# We only deal with GET and HEAD by default
return (pass);

}

## Modified from default to allow caching if cookies are set, but not http auth

if (req.http.Authorization) {

/* Not cacheable by default */

return (pass);

}

## This would make varnish skip caching for this particular site

if (req.http.host ~ "internet-safety.yoursphere.com$") {

return (pass);

}

# This makes varnish skip caching for every site except this one 
# Commented out here, but shown for sake of some use cases
#if (req.http.host != "sitea.com") {
# return (pass);
#}

## Remove has_js and Google Analytics cookies.

set req.http.Cookie = regsuball(req.http.Cookie, "(^|;\s*)(__[a-z]+|has_js)=[^;]*", "");

## Remove a ";" prefix, if present.

set req.http.Cookie = regsub(req.http.Cookie, "^;\s*", "");

## Remove empty cookies.

if (req.http.Cookie ~ "^\s*$") { unset req.http.Cookie; }

## Pass cron jobs

if (req.url ~ "cron.php") { return (pass); }

# Pass server-status

if (req.url ~ ".*/server-status$") { return (pass); }

# Don't cache install.php

if (req.url ~ "install.php") { return (pass); }

# Cache things with these extensions

if (req.url ~ "\.(js|css|jpg|jpeg|png|gif|gz|tgz|bz2|tbz|mp3|ogg|swf)$") {

return (lookup);

}

# Don't cache Drupal logged-in user sessions 
# LOGGED_IN is the cookie that earlier version of Pressflow sets 
# VARNISH is the cookie which the varnish.module sets

if (req.http.Cookie ~ "(VARNISH|DRUPAL_UID|LOGGED_IN)") { return (pass);

}

}

sub vcl_fetch {

# Grace to allow varnish to serve content if backend is lagged
# set obj.grace = 5m;
# These status codes should always pass through and never cache.

if (beresp.status == 404 || beresp.status == 503 || beresp.status == 500) {

set beresp.http.X-Cacheable = "NO: 
beresp.status";
set beresp.http.X-Cacheable-status = beresp.status;
return (pass);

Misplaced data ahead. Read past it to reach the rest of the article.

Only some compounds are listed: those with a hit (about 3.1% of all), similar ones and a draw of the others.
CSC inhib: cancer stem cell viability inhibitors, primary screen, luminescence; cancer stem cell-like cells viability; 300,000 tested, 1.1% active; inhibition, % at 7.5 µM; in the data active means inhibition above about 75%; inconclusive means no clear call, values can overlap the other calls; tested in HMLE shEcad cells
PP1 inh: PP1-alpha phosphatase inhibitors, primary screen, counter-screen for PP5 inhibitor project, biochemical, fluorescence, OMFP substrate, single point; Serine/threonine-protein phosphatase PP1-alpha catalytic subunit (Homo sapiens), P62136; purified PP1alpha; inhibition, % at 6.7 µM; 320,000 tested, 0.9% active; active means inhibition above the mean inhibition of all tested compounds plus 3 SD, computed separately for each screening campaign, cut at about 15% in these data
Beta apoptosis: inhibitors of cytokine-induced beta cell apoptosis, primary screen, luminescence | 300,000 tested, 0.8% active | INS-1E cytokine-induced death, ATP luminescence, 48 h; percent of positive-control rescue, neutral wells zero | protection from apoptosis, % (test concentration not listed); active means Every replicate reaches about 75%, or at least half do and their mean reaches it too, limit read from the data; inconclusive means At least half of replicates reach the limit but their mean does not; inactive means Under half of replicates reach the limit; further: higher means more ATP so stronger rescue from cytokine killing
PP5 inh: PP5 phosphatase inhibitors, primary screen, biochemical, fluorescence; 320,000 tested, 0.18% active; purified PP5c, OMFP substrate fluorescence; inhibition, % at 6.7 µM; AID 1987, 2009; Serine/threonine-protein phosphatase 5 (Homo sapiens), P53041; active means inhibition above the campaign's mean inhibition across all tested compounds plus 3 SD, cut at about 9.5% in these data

}

if (req.url ~ "\.(js|css|jpg|jpeg|png|gif|gz|tgz|bz2|tbz|mp3|ogg|swf)$") {

unset req.http.Set-Cookie;

}

if (req.url ~ "^/files/") {

unset req.http.Set-Cookie; 
set beresp.cacheable = true;

}

if (req.url ~ "^/sites/") {

unset req.http.Set-Cookie;
set beresp.cacheable = true;

}

if (!beresp.cacheable) {

set beresp.http.X-Cacheable = "NO: !obj.cacheable"; 
return (pass);

} else {

# From http://varnish-cache.org/wiki/VCLExampleLongerCaching /* Remove Expires from backend, it's not long enough */
unset beresp.http.expires;
# These TTLs are based on the specific paths and may not apply to your site.
# You could just set a single default TTL if you want.
if (req.url ~ "(.js|.css)$") {

set beresp.ttl = 60m; // js and css files ttl 60 minutes

} else if (req.url ~ "(^/articles/)|(^/tags/)|(^/taxonomy/)") {

set beresp.ttl = 10m; // list page ttl 10 minutes

} else if (req.url ~ "^/article/") {

set beresp.ttl = 5m; // article ttl 5 minutes

} else {

set beresp.ttl = 45m; // default ttl 45 minutes

}

/* marker for vcl_deliver to reset Age: */

set beresp.http.magicmarker = "1";

# All tests passed, therefore item is cacheable

set beresp.http.X-Cacheable = "YES";

}

return (deliver);

}

 

sub vcl_deliver {

# From http://varnish-cache.org/wiki/VCLExampleLongerCaching

if (resp.http.magicmarker) {

/* Remove the magic marker */

unset resp.http.magicmarker;

/* By definition we have a fresh object */

set resp.http.age = "0";

}

}

 

sub vcl_error {

if (obj.status == 503 && req.restarts < 5) {

set obj.http.X-Restarts = req.restarts; restart;

}

}

# Added to let users force refresh

sub vcl_hit {

set obj.http.X-Cache = "HIT"; //

set resp.http.X-Cache-Hits = OBJ.hits;

if (!obj.cacheable) {

return (pass);

}

if (req.http.Cache-Control ~ "no-cache") {

# Ignore requests via proxy caches, IE users and badly behaved crawlers
# like msnbot that send no-cache with every request.

if (! (req.http.Via || req.http.User-Agent ~ "bot|MSIE")) {

set obj.ttl = 0s;

return (restart);

}

}

return (deliver);

}

sub vcl_miss {

#set beresp.http.X-Cache = "MISS";

}

Starting varnish

Starting varnish caching on a specific port and with specific configuration...

First we kill the old varnishd process:

# pkill varnishd and stop your web server.

Edit the configuration for your web server and make it bind to the same port as configured in this vcl file (see #imPORTant#). Start up your web server and then start varnish:

# varnishd -f /usr/local/etc/varnish/default.vcl -s malloc,1G -T 127.0.0.1:2000 -f /usr/local/etc/varnish/default.vcl

The -f options specifies what configuration varnishd should use. -s malloc,1G The -s options chooses the storage type Varnish should use for storing its content.

I used the typemalloc, which just uses memory for storage. There are other backends as well, described in :ref:tutorial-storage. 1G specifies how much memory should be allocated- one gigabyte. -T127.0.0.1:2000